Another must-see destination is East Point. The ride there is an event in itself. Another cyclist I spoke to said it was the highlight of her trip, and she’d been touring all over the southern Gulf Islands. On a clear day, Mount Baker looms large in the distance. Thanks to the geography of the area, sea life here is abundant. The road runs alongside the shore and it’s common to see harbour porpoises, seals, sea lions and otters as you pedal along.
Once you reach East Point, you’ll find a former fog alarm building perched amongst the grass, which is parched golden during the summer months. Inside you can read the harrowing story of Moby Doll, the first orca to be captured and kept in captivity. Afterwards, take a stroll along the whale trail where you stand a good chance of seeing orcas and humpback whales.
For views, nothing beats those on offer at the top of Mount Warbuton Pike. At around 400m high, reaching the summit is an uphill slog on a bike. The road is steep and fairly rough. Once you reach the end, expansive views open up in front of you, spanning all the way across to the San Juan Islands in the United States. The Brown Ridge trail runs parallel to the edge. It’s a relatively flat hike, and one that will have you reaching for the camera time and time again. Eagles and vultures usually soar overhead, and you may also bump into the wild mountain goats that live here.
Other points of interest include Winter Cove, which has an easy 1.5km loop trail through the forest and along the shoreline. Saturna Beach in Thomson Park is great for a picnic and a swim. There’s also the disconcertingly named Murder Point hike, a cliffside trail which continues along to Taylor Point.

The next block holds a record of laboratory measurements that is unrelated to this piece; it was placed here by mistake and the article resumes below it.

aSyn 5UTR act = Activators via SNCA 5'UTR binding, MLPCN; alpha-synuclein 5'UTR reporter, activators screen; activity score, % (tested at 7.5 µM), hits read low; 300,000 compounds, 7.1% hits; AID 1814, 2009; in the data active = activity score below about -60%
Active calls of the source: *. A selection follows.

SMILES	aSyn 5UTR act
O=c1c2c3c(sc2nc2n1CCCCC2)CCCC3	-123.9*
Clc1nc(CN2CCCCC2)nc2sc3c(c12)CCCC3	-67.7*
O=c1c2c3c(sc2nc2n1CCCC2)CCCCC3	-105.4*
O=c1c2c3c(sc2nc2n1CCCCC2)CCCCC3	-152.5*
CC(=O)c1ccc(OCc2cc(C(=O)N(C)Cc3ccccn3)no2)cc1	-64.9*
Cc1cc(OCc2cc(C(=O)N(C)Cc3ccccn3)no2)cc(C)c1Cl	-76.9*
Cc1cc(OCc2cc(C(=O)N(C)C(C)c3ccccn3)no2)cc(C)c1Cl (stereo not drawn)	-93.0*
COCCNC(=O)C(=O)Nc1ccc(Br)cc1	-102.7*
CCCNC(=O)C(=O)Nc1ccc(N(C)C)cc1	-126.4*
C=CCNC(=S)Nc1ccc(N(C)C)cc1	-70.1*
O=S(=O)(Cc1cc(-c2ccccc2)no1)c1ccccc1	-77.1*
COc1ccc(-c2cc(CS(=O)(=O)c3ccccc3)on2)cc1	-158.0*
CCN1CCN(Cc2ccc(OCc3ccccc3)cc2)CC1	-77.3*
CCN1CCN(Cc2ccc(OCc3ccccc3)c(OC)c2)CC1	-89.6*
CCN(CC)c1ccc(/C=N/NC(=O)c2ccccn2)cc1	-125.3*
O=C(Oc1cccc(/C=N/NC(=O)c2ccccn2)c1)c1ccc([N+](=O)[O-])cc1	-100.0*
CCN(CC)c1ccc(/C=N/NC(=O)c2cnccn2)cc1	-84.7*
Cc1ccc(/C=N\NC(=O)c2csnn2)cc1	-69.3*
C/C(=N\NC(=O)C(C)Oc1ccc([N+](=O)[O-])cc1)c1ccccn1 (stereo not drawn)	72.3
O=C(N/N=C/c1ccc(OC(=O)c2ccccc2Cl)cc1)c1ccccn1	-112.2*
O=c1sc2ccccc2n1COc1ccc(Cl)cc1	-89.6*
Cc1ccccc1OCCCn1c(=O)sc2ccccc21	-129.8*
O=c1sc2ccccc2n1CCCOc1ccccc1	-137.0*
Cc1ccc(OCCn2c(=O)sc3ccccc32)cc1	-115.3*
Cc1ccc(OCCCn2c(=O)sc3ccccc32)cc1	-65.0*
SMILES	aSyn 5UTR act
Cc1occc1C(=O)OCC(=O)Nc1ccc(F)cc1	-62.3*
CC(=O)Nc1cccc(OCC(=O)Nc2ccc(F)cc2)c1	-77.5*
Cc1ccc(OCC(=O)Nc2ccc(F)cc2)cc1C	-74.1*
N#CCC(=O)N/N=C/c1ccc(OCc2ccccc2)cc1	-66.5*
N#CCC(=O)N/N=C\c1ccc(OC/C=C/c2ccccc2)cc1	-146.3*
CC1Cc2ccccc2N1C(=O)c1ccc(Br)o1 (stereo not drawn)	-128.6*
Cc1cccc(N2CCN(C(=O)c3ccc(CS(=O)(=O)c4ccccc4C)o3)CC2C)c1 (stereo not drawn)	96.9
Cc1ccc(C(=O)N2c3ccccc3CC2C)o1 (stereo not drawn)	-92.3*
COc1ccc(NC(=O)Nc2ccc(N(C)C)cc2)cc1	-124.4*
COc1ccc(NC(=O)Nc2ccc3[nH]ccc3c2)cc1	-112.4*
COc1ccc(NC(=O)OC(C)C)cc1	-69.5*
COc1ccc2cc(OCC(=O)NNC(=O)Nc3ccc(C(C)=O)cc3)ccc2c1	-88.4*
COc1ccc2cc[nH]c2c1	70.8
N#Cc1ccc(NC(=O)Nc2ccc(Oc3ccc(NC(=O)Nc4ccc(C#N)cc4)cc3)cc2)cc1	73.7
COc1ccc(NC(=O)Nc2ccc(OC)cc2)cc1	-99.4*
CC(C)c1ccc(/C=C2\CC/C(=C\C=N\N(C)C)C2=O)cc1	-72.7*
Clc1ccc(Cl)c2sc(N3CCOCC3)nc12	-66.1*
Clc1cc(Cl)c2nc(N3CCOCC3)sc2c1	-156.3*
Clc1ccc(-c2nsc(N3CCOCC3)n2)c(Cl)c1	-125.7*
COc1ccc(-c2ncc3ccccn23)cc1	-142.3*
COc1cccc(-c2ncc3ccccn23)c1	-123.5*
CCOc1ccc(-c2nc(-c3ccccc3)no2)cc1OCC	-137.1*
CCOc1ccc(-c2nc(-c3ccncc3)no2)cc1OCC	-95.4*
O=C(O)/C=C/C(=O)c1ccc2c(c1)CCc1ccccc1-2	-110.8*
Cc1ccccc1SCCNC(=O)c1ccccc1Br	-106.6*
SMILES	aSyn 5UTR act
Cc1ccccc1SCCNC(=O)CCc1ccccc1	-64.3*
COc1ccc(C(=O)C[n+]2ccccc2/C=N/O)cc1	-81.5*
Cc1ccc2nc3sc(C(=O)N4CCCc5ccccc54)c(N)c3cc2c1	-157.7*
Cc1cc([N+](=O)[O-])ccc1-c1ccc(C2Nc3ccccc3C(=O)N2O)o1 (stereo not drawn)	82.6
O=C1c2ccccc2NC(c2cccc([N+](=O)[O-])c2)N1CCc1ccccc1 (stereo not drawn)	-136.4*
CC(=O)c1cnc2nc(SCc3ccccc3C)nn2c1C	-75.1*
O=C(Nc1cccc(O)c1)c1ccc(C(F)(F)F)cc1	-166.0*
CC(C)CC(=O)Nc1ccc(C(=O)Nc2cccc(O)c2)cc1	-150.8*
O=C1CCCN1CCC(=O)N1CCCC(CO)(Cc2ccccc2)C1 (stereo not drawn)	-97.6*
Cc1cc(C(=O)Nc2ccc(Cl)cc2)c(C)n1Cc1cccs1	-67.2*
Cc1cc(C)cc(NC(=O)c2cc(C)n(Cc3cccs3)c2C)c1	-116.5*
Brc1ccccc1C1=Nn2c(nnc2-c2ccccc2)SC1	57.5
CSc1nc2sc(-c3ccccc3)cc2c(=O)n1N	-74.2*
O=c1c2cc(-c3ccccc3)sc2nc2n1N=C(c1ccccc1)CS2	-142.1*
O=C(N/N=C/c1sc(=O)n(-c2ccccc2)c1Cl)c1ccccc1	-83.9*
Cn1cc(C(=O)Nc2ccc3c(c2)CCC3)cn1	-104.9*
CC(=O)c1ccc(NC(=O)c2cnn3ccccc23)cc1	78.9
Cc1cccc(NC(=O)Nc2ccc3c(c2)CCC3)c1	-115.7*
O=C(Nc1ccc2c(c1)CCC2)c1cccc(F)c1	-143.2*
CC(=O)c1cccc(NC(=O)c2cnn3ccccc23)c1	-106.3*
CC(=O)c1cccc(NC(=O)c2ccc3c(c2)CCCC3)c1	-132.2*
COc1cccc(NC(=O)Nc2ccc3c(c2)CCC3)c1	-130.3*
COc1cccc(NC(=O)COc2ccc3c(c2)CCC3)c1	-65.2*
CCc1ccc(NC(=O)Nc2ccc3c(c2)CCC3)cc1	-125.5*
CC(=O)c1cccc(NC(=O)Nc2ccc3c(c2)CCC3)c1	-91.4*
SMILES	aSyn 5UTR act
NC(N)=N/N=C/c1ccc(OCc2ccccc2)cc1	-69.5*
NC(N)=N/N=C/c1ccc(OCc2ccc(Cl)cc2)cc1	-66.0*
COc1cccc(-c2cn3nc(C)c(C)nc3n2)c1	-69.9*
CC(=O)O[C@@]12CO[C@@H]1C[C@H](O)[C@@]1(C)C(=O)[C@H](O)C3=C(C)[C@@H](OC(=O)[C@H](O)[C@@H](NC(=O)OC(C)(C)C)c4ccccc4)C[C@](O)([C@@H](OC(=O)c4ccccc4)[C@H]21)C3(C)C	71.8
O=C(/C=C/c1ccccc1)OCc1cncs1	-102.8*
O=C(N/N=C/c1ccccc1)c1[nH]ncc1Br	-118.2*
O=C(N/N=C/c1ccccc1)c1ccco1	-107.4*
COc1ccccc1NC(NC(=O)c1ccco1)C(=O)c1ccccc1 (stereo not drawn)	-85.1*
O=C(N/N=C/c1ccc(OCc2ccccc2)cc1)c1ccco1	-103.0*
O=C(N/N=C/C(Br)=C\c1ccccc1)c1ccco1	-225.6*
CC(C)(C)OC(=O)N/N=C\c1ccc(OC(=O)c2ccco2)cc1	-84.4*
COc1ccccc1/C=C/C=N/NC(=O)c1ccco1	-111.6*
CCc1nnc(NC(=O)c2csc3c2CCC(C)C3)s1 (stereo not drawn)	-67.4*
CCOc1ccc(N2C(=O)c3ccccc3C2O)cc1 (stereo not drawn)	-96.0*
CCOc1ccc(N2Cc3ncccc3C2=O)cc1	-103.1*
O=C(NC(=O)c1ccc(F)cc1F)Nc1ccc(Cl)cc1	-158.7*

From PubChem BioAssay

Should you be fortunate enough to have access to a seafaring vessel, you could ditch your bike for a night and sail, motor or kayak across to Cabbage Island. There are five rustic campsites, a sawdust outhouse and a food cache – erected not for the bears, but for the rapacious racoons. Be sure to take drinking water and cash so you can pay your fees using the self-registration envelopes.
One side of the island is exposed to the elements, and the black volcanic rock is strewn with logs and windswept trees. In contrast, the other side has a white sandy beach with calm waters, making it ideal for swimming. The wetlands and lagoon make this an important area for wildlife, and eagle and oystercatchers often nest here.
During peak season, you’ll probably have to share the view with other boaters who make use of the Parks Canada mooring buoys here. But should you get the place to yourself, you’d be forgiven for thinking you’d landed on a desert island. You can’t see any signs of civilisation from the beach, and should the winds pick up – as they did when I went – you might just be marooned here.
I made it off Cabbage Island in the end. But had I missed my return ferry to Vancouver, I wouldn’t have minded too much. I’d be happy to pedal around Saturna with my panniers for a little while longer.
Know before you go
- Get to Saturna Island via BC Ferries (Tsawwassen/Swartz Bay to Lyall Harbour).
- There’s only one grocery store on the island – it’s located on Narvaez Bay Road, a 10 minute cycle from the ferry terminal
- Narvaez Bay campground has no potable water
- Hiking opportunities include Mount Warbuton Pike and Murder Point
- The island has some steep hills – you’ll want all your gears!